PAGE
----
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reviews

68
Based on 10 Reviews
critic reviews (10)
fan reviews ( 0 )
  • 100
    Jay Scott The Globe and Mail (Toronto)

    The Witches of Eastwick is an uproarious and entirely successful attempt to examine the differences between the sexes by couching the examination in mythological terms. [12 June 1987] show more

  • 88
    Roger Ebert Chicago Sun-Times

    There are some moments in The Witches of Eastwick that stretch uncomfortably for effects - the movie's climax is overdone, for example - and yet a lot of the time this movie plays like a plausible story about implausible people. The performances sell it. And the eyebrows. show more

  • 88
    Dave Kehr Chicago Tribune

    The Witches of Eastwick is filmmaking of a very high order; it's also a great time at the movies. show more

  • 63
    Miami Herald

    The Witches of Eastwick is a diverting, impeccably polished and excellently cast movie. But its charms fade fast, about as fast as it takes to leave the theater. [12 June 1987, p.D1] show more

  • 80
    Variety

    With a no-holds-barred performance by Jack Nicholson as the horny Satan, it’s a very funny and irresistible set-up for anyone who has ever been baffled by the opposite sex. show more

  • 50
    Sheila Benson Los Angeles Times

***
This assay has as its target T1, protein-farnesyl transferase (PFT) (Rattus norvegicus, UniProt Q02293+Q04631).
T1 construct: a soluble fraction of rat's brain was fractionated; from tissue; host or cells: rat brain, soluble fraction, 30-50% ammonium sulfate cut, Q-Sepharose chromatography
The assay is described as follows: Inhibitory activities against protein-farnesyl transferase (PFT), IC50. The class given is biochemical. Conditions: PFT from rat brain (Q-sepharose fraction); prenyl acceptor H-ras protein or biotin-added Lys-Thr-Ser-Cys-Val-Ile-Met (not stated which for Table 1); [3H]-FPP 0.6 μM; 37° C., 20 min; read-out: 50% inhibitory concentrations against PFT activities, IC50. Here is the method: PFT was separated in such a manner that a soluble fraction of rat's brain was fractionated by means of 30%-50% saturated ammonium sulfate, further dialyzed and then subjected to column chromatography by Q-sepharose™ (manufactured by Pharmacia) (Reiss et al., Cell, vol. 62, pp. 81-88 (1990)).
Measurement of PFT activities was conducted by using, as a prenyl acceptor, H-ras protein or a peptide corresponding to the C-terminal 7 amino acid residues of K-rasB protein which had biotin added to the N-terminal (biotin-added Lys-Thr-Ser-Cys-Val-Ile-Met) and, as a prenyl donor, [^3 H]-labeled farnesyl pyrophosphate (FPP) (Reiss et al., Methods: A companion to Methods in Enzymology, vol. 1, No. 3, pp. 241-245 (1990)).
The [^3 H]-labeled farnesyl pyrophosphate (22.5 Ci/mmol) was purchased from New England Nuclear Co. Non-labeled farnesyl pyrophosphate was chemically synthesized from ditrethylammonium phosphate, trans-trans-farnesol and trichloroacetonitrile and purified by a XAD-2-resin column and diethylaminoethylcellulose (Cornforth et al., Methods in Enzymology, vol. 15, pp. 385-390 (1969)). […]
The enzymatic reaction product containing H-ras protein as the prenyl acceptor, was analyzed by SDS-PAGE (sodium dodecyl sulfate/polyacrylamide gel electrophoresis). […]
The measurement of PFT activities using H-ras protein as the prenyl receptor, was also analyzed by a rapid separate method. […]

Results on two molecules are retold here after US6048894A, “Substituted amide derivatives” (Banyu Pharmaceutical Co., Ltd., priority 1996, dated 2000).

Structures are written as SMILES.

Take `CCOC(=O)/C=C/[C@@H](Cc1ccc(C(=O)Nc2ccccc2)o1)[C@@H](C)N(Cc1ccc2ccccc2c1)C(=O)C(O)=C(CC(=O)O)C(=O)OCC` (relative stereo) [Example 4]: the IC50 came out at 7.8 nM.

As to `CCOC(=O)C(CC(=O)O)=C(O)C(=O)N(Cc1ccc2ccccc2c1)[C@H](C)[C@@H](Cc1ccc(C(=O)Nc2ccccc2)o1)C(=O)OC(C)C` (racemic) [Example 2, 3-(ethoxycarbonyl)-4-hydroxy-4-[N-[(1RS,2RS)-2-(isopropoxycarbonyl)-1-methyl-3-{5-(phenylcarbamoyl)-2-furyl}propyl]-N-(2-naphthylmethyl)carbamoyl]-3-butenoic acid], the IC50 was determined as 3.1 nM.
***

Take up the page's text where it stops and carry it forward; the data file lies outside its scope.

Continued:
Under Australian director George Miller ("Mad Max"), The Witches of Eastwick begins so promisingly. It has such smashing separate moments, so succulent a cast and so interesting a premise that watching it crumble into stomach-turning crudeness and "Poltergeist"-scale special effects is deeply painful. show more

  • 50
    Janet Maslin The New York Times

    The Witches of Eastwick does have enough flamboyance to hold the attention, directed as it has been by Mr. Miller in a bright, flashy, exclamatory style. But beneath the surface charm there is too much confusion, and the charm itself is gone long before the film is over. show more

  • 75
    Rita Kempley Washington Post

    Hell's belles! Nicholson's back. And that old Jack magic has us in his spell. show more

  • 60
    Tampa Bay Times

    The Witches of Eastwick is a theme park without a theme. Like Nicholson and his co-stars, Miller doesn't have a lot on his mind. He just wants to have fun. His movie is organized mayhem, a strange and funny tour de force. [15 June 1987, p.1D] show more

  • 38
    David Sterritt Christian Science Monitor

    The Witches of Eastwick, based on John Updike's novel, takes just about every wrong turn it can find. Perhaps this was predictable, with a wild-driving director like George Miller at the wheel. What's surprising is how many opportunities for vulgarity and stupidity the film invents for itself, even beyond the book's built-in temptations to excess. [12 June 1987, p.21] show more

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